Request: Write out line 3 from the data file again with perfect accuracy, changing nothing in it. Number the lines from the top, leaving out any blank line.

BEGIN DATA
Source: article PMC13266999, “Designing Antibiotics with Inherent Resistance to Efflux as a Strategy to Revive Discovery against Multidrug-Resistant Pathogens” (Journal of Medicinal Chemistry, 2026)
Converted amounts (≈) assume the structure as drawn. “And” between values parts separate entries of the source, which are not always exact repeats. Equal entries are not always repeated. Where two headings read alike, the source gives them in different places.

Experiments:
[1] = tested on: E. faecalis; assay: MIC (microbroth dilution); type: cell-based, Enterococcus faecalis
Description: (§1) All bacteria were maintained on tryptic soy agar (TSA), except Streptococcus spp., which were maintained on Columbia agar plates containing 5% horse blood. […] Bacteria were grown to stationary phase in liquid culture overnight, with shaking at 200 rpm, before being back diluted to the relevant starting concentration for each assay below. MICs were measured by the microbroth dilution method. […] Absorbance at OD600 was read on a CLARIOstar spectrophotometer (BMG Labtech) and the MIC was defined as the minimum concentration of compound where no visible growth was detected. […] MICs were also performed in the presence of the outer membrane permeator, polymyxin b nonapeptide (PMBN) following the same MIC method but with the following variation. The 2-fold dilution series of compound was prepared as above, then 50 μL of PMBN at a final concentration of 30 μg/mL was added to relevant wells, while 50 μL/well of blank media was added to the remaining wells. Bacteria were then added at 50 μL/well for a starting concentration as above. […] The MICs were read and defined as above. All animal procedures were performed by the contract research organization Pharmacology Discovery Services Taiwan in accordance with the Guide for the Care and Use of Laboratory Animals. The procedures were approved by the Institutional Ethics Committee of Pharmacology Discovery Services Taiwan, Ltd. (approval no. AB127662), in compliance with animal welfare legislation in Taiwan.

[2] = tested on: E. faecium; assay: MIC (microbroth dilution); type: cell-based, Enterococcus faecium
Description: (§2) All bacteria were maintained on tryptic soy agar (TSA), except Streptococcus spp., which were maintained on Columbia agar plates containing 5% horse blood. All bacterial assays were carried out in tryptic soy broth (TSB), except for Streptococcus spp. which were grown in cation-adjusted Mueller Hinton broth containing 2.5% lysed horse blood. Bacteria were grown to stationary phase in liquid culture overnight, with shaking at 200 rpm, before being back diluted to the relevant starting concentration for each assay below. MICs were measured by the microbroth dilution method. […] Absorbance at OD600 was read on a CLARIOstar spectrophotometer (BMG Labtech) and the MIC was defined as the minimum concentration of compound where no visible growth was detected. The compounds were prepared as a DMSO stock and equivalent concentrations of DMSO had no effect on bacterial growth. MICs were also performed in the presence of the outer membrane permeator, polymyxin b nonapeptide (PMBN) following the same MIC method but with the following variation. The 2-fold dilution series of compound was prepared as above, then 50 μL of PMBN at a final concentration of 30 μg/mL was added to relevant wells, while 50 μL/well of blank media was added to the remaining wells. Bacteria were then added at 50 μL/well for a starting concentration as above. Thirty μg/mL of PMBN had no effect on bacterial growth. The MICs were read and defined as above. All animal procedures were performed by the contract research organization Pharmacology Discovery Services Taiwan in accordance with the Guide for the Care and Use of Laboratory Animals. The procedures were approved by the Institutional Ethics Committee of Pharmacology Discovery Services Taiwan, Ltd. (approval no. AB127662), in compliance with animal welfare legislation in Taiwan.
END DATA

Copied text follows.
Experiments: